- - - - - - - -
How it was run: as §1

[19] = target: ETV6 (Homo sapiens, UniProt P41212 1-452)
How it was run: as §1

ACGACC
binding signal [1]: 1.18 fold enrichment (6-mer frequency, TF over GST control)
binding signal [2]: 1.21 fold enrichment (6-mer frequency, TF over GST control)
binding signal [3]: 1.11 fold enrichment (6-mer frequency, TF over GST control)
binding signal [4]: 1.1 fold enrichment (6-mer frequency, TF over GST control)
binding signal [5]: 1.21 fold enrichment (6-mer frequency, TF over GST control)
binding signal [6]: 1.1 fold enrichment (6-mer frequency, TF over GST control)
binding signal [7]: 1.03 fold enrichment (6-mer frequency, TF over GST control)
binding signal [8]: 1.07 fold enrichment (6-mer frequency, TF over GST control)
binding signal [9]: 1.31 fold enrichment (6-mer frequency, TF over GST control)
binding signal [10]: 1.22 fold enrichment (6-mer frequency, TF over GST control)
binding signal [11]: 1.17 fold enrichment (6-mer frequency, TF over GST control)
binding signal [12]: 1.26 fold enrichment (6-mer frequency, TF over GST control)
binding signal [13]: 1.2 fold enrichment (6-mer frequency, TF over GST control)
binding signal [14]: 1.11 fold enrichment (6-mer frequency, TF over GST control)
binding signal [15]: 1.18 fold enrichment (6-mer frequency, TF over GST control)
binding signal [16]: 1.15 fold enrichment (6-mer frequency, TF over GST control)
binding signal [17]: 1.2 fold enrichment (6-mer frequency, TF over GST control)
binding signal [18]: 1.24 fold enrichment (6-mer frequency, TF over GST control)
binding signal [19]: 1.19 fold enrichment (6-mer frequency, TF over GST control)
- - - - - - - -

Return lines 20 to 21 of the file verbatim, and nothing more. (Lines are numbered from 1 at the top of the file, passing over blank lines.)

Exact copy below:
binding signal [16]: 1.15 fold enrichment (6-mer frequency, TF over GST control)
binding signal [17]: 1.2 fold enrichment (6-mer frequency, TF over GST control)